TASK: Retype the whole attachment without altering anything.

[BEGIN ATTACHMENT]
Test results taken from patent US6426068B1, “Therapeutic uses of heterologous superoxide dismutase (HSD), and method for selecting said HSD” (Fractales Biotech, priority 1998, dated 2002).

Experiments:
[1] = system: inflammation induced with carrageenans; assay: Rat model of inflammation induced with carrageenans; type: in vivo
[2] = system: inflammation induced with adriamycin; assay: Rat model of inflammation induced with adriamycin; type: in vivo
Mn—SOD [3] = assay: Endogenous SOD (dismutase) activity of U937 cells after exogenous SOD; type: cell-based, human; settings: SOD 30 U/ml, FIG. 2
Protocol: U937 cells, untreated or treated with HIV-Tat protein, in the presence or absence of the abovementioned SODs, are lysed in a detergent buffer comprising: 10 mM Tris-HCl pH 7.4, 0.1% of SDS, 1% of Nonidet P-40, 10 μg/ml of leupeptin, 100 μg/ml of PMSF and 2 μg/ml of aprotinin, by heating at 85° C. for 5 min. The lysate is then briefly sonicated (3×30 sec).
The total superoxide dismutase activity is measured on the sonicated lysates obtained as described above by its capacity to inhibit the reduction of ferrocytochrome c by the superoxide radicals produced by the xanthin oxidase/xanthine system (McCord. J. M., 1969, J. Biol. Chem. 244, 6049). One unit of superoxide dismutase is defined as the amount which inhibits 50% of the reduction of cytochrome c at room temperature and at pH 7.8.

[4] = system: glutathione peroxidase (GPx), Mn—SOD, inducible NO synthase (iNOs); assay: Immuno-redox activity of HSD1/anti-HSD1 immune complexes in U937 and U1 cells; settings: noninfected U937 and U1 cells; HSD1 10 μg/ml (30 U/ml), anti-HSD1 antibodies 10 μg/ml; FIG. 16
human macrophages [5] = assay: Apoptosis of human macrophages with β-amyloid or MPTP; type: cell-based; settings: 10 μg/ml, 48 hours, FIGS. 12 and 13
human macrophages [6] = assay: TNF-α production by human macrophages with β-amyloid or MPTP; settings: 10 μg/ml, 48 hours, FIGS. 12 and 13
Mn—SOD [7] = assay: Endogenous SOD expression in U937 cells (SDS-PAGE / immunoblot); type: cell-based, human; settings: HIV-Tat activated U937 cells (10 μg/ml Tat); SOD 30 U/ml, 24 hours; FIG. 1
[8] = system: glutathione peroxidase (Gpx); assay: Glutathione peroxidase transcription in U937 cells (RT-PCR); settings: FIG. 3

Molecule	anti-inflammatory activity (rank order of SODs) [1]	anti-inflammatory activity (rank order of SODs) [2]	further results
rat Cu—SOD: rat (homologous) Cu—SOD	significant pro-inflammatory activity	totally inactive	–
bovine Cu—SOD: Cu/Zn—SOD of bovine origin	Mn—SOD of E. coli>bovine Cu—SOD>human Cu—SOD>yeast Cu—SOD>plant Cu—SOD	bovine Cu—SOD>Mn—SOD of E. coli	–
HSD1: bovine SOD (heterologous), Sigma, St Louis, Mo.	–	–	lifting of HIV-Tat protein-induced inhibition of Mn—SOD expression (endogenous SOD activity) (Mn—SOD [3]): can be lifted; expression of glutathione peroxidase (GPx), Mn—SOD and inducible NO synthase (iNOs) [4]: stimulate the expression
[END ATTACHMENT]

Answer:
Test results taken from patent US6426068B1, “Therapeutic uses of heterologous superoxide dismutase (HSD), and method for selecting said HSD” (Fractales Biotech, priority 1998, dated 2002).

Experiments:
[1] = system: inflammation induced with carrageenans; assay: Rat model of inflammation induced with carrageenans; type: in vivo
[2] = system: inflammation induced with adriamycin; assay: Rat model of inflammation induced with adriamycin; type: in vivo
Mn—SOD [3] = assay: Endogenous SOD (dismutase) activity of U937 cells after exogenous SOD; type: cell-based, human; settings: SOD 30 U/ml, FIG. 2
Protocol: U937 cells, untreated or treated with HIV-Tat protein, in the presence or absence of the abovementioned SODs, are lysed in a detergent buffer comprising: 10 mM Tris-HCl pH 7.4, 0.1% of SDS, 1% of Nonidet P-40, 10 μg/ml of leupeptin, 100 μg/ml of PMSF and 2 μg/ml of aprotinin, by heating at 85° C. for 5 min. The lysate is then briefly sonicated (3×30 sec).
The total superoxide dismutase activity is measured on the sonicated lysates obtained as described above by its capacity to inhibit the reduction of ferrocytochrome c by the superoxide radicals produced by the xanthin oxidase/xanthine system (McCord. J. M., 1969, J. Biol. Chem. 244, 6049). One unit of superoxide dismutase is defined as the amount which inhibits 50% of the reduction of cytochrome c at room temperature and at pH 7.8.

[4] = system: glutathione peroxidase (GPx), Mn—SOD, inducible NO synthase (iNOs); assay: Immuno-redox activity of HSD1/anti-HSD1 immune complexes in U937 and U1 cells; settings: noninfected U937 and U1 cells; HSD1 10 μg/ml (30 U/ml), anti-HSD1 antibodies 10 μg/ml; FIG. 16
human macrophages [5] = assay: Apoptosis of human macrophages with β-amyloid or MPTP; type: cell-based; settings: 10 μg/ml, 48 hours, FIGS. 12 and 13
human macrophages [6] = assay: TNF-α production by human macrophages with β-amyloid or MPTP; settings: 10 μg/ml, 48 hours, FIGS. 12 and 13
Mn—SOD [7] = assay: Endogenous SOD expression in U937 cells (SDS-PAGE / immunoblot); type: cell-based, human; settings: HIV-Tat activated U937 cells (10 μg/ml Tat); SOD 30 U/ml, 24 hours; FIG. 1
[8] = system: glutathione peroxidase (Gpx); assay: Glutathione peroxidase transcription in U937 cells (RT-PCR); settings: FIG. 3

Molecule	anti-inflammatory activity (rank order of SODs) [1]	anti-inflammatory activity (rank order of SODs) [2]	further results
rat Cu—SOD: rat (homologous) Cu—SOD	significant pro-inflammatory activity	totally inactive	–
bovine Cu—SOD: Cu/Zn—SOD of bovine origin	Mn—SOD of E. coli>bovine Cu—SOD>human Cu—SOD>yeast Cu—SOD>plant Cu—SOD	bovine Cu—SOD>Mn—SOD of E. coli	–
HSD1: bovine SOD (heterologous), Sigma, St Louis, Mo.	–	–	lifting of HIV-Tat protein-induced inhibition of Mn—SOD expression (endogenous SOD activity) (Mn—SOD [3]): can be lifted; expression of glutathione peroxidase (GPx), Mn—SOD and inducible NO synthase (iNOs) [4]: stimulate the expression